UG editorial team. A group of people who are passionate about guitar and music in general.
Posted Jul 31, 2003 11:16 AM
When I first started playing guitar I was ultimately frustrated that I couldn't play the songs that I heard on the radio unless someone showed me how. This was pretty tough, seeing as this was before the days of the Internet and guitar publications and because I was raised by a pack of roaming wolves who were completely tone deaf. Then out of desperation I sat down with a tune that I knew pretty well, but didn't know how to play (I think it was an REO Speedwagon tune). I fiddled around and poked and experimented and finally after three days of trying... got it completely wrong. But the silver lining to my otherwise gray cloud was that I figured out what it takes to pick up tunes by ear. It just takes time. The more you try to pick out tunes by ear, the better you get. I promise.
So how do you do it? Well, I first listen closely a few times to the CD and get the general feel for the song, the layout, the sections, the different instruments etc. Then I sit down with my guitar and pick out the bass line, or even just the bass notes to the chord changes. This may take a while if the bass is tough to hear. Sometimes headphones help. The thing about bass notes is that there are no majors, minors, sevenths, suspensions or anything like that to confuse you when you're just getting started. I just start at the open E and continue up and down the string trying each note until one fits. I usually try the common keys (E, A, D, C & G) first. Then I restart the CD and narrow it down even more, until I have the first note, then the second, then the third. This process usually drives my wife crazy because she has now heard the first part of this song 14 times. So you might want to consider headphones.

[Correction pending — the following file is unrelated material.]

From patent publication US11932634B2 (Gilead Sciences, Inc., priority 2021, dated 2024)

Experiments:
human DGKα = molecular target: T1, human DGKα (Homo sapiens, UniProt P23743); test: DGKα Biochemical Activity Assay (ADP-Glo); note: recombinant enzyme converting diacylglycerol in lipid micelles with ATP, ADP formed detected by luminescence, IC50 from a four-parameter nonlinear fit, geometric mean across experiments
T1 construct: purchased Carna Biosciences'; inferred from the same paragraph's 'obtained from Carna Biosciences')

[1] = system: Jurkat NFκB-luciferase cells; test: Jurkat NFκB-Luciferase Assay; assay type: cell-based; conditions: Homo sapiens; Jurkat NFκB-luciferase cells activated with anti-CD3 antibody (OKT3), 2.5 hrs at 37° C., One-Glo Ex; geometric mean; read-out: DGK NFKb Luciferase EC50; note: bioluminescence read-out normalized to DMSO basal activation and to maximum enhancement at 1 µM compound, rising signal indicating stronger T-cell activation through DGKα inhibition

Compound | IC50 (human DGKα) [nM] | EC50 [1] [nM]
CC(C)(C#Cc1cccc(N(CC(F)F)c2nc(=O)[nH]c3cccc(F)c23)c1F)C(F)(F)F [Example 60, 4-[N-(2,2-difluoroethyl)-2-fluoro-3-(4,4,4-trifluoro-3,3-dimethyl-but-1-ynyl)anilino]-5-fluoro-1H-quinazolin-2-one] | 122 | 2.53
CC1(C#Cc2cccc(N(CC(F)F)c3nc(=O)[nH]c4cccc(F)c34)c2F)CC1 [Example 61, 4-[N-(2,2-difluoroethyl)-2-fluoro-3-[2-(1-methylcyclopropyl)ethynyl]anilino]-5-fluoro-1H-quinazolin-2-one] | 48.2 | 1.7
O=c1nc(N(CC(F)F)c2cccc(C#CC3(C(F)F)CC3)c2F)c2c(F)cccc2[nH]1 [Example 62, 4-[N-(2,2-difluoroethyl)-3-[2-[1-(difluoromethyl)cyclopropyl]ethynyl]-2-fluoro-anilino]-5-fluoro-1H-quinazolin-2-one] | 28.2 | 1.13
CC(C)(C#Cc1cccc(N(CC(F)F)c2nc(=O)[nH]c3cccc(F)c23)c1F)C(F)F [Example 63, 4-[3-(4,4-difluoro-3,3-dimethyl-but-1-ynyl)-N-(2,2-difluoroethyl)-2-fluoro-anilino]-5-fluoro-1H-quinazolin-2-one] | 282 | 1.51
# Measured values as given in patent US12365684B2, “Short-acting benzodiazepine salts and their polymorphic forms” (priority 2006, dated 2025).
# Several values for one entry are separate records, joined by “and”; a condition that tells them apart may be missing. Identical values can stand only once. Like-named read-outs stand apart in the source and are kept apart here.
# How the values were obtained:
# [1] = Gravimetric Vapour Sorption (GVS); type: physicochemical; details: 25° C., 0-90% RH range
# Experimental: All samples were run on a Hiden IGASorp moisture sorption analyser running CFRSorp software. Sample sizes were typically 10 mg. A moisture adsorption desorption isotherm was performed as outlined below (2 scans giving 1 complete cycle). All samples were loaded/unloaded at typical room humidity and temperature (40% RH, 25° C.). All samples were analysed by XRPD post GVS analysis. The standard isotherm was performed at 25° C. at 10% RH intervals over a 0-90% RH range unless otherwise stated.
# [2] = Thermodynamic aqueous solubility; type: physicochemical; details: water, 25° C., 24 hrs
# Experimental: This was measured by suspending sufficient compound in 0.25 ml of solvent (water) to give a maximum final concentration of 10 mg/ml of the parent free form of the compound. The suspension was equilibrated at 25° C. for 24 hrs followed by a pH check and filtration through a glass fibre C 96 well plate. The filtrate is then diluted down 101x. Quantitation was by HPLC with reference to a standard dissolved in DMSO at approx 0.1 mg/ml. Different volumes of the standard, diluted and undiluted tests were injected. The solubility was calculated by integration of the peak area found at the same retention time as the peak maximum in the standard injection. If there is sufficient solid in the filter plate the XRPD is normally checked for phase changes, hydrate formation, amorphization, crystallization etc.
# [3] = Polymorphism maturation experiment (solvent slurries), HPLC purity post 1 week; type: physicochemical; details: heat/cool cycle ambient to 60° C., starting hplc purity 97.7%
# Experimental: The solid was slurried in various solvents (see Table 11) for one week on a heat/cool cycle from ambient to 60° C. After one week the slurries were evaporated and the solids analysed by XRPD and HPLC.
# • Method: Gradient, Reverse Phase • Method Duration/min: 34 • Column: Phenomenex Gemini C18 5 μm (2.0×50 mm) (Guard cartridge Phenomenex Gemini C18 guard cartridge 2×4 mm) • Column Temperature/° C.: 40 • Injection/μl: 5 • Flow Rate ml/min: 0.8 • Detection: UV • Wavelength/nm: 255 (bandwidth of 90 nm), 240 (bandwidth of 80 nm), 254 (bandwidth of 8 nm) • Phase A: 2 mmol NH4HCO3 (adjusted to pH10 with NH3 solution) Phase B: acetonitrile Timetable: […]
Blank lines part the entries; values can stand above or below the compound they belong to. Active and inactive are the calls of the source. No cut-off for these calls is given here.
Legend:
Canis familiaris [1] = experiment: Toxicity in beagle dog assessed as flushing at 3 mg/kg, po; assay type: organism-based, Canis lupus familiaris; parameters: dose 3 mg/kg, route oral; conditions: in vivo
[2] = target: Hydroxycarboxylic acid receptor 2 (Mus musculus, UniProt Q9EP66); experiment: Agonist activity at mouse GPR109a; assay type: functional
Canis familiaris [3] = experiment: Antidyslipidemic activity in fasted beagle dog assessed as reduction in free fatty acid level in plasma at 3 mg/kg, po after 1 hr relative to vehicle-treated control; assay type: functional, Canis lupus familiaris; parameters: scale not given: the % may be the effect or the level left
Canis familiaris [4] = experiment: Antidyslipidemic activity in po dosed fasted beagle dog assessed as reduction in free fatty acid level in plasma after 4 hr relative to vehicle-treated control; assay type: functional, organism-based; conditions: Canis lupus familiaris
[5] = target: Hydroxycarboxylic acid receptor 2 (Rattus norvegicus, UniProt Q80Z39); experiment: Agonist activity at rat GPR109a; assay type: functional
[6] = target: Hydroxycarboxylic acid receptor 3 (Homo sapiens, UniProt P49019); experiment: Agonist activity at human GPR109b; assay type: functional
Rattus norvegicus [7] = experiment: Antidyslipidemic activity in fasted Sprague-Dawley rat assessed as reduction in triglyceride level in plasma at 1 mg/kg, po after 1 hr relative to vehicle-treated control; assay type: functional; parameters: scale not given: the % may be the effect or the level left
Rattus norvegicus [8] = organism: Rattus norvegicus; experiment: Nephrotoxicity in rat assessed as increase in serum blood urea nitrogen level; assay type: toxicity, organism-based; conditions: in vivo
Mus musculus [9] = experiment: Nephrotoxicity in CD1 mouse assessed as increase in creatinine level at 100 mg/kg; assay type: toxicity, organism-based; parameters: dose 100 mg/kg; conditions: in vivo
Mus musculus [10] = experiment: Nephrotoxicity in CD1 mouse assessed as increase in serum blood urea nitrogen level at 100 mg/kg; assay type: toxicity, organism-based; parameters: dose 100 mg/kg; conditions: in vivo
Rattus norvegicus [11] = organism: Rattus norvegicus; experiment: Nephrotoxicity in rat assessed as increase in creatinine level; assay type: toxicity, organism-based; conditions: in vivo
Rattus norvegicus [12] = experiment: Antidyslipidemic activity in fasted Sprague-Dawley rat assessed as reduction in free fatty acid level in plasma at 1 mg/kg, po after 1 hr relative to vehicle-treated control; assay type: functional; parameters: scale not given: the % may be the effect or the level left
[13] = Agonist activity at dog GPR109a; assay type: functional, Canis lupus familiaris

So once I have the bass notes I play along with the CD and just play the bass notes. I'll also try experimenting with other notes in case I am not sure of some of the notes. I often pick out a note a fifth up from the actual bass note and think it's right... until I poke around a bit more and play the right one. With bass notes... you'll know it when it's right. So now I have the chord changes. Now comes the easy part. If your tune is a contemporary rock tune then most likely the chords for those bass notes are either major or minor. Admittedly it is the minority of bands that employs a more intricate chord selection than these few. Be careful of bands like STP who use very creative chords.
So now I just try adding in major chords to each of the bass notes that I had previously figured out. Certain ones will fit, others won't. For those that don't, try playing a minor chord and see if it fits better, sometimes the difference is subtle... try them both anyway. There are times in songs when you hear a guitar chord change but the bass doesn't. In this case the chords may be suspended chords that resolve to the bass note chord. These are tremendously common in rock guitar. They usually will be a suspended 2 or 4 chord. You can learn to recognize these by the lack of a bass note change. The alternate to that is when the bass note changes and the chord doesn't seem to change. This could be a mistake by the bass player,... uh... just kidding... more likely is a chord with an altered bass note. Like playing a C major then a C/B to an Am7. The C major sounds the same troughout but the bass line descends.